Mah fellow progressives, now is the time for all good men and women to come to the aid of the party. I don¹t know about you, but I have had it with the D.C. Democrats, had it with the DLC Democrats, had it with every calculating, equivocating, triangulating, straddling, hair-splitting son of a bitch up there, and that includes Hillary Rodham Clinton.
I will not be supporting Senator Clinton because: a) she has no clear stand on the war and b) Terri Schiavo and flag-burning are not issues where you reach out to the other side and try to split the difference. You want to talk about lowering abortion rates through cooperation on sex education and contraception, fine, but don¹t jack with stuff that is pure rightwing firewater.
I can¹t see a damn soul in D.C. except Russ Feingold who is even worth considering for President. The rest of them seem to me so poisonously in hock to this system of legalized bribery they can¹t even see straight.
Look at their reaction to this Abramoff scandal. They¹re talking about ³a lobby reform package.² We don¹t need a lobby reform package, you dimwits, we need full public financing of campaigns, and every single one of you who spends half your time whoring after special interest contributions knows it. The Abramoff scandal is a once in a lifetime gift‹a perfect lesson on what¹s wrong with the system being laid out for people to see. Run with it, don¹t mess around with little patches, and fix the system.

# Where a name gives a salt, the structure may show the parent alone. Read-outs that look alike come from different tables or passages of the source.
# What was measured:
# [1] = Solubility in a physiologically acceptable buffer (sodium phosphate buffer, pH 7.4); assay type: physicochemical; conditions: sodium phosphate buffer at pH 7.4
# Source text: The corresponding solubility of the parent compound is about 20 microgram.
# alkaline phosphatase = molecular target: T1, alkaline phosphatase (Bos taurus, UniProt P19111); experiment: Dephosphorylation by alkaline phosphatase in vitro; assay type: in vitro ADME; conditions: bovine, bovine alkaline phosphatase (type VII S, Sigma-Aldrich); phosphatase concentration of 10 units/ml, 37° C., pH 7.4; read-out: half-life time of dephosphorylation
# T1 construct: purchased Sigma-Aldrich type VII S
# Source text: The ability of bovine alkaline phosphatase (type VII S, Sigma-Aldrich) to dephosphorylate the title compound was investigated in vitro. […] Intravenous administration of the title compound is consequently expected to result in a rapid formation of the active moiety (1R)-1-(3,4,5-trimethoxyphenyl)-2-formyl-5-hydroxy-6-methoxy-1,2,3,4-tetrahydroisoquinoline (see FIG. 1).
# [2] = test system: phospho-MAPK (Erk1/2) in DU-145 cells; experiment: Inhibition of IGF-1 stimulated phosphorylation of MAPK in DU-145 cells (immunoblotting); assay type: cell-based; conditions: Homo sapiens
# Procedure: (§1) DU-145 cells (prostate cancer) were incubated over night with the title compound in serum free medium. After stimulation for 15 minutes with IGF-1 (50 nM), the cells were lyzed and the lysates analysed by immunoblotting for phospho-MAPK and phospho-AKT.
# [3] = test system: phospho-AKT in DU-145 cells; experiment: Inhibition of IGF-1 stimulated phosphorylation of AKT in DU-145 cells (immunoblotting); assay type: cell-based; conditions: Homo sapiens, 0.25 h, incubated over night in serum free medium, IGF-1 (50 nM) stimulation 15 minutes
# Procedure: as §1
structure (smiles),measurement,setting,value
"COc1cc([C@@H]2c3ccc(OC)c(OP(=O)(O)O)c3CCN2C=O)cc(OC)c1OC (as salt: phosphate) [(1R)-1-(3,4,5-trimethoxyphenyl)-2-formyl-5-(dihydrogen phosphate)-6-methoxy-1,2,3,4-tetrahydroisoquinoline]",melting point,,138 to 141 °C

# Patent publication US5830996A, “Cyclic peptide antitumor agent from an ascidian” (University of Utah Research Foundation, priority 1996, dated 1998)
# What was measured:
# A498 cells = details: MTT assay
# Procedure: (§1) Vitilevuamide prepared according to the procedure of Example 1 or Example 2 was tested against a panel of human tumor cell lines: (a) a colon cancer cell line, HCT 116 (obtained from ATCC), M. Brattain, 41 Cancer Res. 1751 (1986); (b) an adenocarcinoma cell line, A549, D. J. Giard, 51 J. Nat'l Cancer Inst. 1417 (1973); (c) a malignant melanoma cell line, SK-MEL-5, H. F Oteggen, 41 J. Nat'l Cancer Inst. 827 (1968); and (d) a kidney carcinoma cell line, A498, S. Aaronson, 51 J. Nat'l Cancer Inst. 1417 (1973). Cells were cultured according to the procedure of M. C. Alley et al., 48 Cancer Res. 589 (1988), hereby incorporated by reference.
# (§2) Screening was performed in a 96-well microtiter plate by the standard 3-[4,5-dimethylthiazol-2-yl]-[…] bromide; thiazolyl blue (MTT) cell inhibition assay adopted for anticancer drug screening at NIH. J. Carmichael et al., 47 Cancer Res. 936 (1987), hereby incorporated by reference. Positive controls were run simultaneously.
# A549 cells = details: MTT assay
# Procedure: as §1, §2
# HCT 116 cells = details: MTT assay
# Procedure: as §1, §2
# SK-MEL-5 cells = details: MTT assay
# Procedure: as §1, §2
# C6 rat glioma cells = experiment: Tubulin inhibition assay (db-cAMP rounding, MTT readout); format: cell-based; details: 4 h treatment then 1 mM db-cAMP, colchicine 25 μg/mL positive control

As usual, the Democrats have forty good issues on their side and want to run on thirty-nine of them. Here are three they should stick to:
1) Iraq is making terrorism worse; it¹s a breeding ground. We need to extricate ourselves as soon as possible. We are not helping the Iraqis by staying.
2) Full public financing of campaigns so as to drive the moneylenders from the halls of Washington.
3) Single-payer health insurance.
Every Democrat I talk to is appalled at the sheer gutlessness and spinelessness of the Democratic performance. The party is still cringing at the thought of being called, ooh-ooh, ³unpatriotic² by a bunch of rightwingers.
Take ³unpatriotic² and shove it. How dare they do this to our country? ³Unpatriotic²? These people have ruined the American military! Not to mention the economy, the middle class, and our reputation in the world. Everything they touch turns to dirt, including Medicare prescription drugs and hurricane relief.
This is not a time for a candidate who will offend no one; it is time for a candidate who takes clear stands and kicks ass.